Saturday, May 31, 2008

Revising the Novel - Use of the Ten-Point Revision Strategy


Before we continue on with our discussion about theme in the novel, and how, with a little bit of time and thought, your discovery of the theme of your novel will sharpen and tighten your writing, I wanted to make two quick digressions.

First, I wanted to thank all the readers who've come over and left comments. Your response has been greater than I ever imagined. I created the Ten-Point Revision Strategy out of necessity to finish this (hopefully) final draft of my novel. My agent is waiting for it and I was struggling to get it done. I needed a guidepost, some freeway signs to get me moving in the right direction. I wanted to share with all interested writers this strategy as a suggested tool that may help your writing as well. So, thank you.

Secondly, I wanted to move back to an early point in the strategy, #5 End Chapter Earlier, and add an example. As I'm going through my revision, I've utilized this point at almost every opportunity, and I've been amazed at how much it can improve a chapter.

The goal here is very simple and follows the old axiom: Start after the beginning, end before the ending.

I'd found in my writing, I tended to end with neat little summaries or chapter tie-ups that I believed set up the next chapter or created a cliff hanger ending. After learning this tip from Robert Dugoni, I've rethought this part of my writing, and as I'm moving through this revision, I've tried cutting out at least the last paragraph, or more, of each chapter. And I think it works.

Here's an example from my novel, with the before and after point #5 revision. Please comment back on whether or not you think this simple strategy hasn't made the ending more interesting, less predictable and more ominous. I look forward to reading your responses.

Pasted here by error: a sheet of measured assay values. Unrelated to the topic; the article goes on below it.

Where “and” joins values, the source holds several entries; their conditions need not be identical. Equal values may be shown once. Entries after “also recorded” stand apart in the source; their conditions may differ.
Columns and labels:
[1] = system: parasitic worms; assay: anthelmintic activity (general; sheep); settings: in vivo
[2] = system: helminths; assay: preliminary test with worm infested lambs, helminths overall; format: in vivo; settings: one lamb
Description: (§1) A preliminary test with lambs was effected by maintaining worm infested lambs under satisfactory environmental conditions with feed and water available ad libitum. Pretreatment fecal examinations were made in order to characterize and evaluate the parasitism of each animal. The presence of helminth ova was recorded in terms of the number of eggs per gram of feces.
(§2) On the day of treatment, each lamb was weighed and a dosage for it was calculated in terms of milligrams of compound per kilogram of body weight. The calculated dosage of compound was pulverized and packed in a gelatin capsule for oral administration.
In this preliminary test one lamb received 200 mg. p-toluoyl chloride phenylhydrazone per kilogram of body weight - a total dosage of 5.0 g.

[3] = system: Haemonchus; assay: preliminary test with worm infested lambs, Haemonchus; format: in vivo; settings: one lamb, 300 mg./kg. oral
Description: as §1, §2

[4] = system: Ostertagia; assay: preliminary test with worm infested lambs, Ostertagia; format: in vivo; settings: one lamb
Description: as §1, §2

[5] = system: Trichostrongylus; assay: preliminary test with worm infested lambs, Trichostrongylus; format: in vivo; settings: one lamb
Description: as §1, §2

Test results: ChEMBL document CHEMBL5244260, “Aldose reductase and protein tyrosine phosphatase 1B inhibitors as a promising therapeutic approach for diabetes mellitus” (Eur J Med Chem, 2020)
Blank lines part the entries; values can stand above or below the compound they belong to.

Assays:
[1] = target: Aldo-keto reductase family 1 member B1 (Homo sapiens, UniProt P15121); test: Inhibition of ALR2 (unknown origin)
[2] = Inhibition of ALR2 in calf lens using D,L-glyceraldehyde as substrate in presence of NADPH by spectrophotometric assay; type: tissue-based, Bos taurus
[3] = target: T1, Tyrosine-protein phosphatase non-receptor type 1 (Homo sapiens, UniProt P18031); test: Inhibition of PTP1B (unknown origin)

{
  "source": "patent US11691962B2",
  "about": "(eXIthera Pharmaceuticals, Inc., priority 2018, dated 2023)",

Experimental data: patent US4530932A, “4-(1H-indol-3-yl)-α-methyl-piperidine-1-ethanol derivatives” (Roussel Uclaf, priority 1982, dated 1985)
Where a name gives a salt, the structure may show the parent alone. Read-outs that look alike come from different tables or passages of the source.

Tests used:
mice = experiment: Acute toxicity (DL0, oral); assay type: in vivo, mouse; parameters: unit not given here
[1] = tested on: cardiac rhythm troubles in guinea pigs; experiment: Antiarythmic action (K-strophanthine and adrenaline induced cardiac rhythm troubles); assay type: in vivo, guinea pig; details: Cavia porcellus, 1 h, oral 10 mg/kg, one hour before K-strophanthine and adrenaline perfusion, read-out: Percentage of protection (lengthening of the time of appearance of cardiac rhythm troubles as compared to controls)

Not much set-up is needed for this scene. The Senator is talking to a member of his inner circle, discussing a research project (our hero's) that has become a hot topic in the upcoming election. For reasons revealed in the novel, the Senator needs the project to fail to bolster his candidacy. The reader, by this time, knows something is up, some sabotage of the research is planned, but not what that plan is.

Here's before the use of point #5.


Roderick nodded. “But that’s not the issue here—“

“But it is,” the Senator said, holding up his hands. “Don't lose sight of that. The failure of Abrahms’s research will bring unprecedented exposure to this issue. The family connection makes it even stronger. We just need to play our cards right. Once his research fails my stock will soar. This will hand us the election.”

“What if he succeeds?”

“He won’t.”

“But what if—“

The Senator cut him off with a gaze so full of certainty it made Roderick shudder. “He won’t.”

Roderick nodded and rose to his feet. “I’ll keep the forces in check.” He turned and headed towards the Pennsylvania Street exit.

McIntyre watched Roderick walk by the Iraqis, then reached into his breast pocket, pulling out his iphone. With deft movements, he typed a message then launched it into cyberspace.

It’s time for action. . . immediately

He knew the recipient would know what the pre-planned course of action would be.



And now here's after.

Roderick nodded. “But that’s not the issue here—“

“But it is,” the Senator said, holding up his hands. “Don’t lose sight of that. The failure of Abrahms’s research will bring unprecedented exposure to this issue. The family connection makes it even stronger. We just need to play our cards right. Once his research fails my stock will soar. This will hand us the election.”

“What if he succeeds?”

“He won’t.”

“But what if—“

The Senator cut him off with a gaze so full of certainty it made Roderick shudder. “Don’t worry. He won’t.”


It's such a simple change. All I did was cut out that last little bit, a concluding action, but I think it makes the ending much stronger. What do you think?

If you like this idea, try it in your own writing and see if it doesn't help.

1 comment:

Martha Alderson said...

Excellent blog!!

I'm going to add it to my list of favorite blogs!

Great info. Keep up the good work.

Martha
www.plotwhisperer.blogspot.com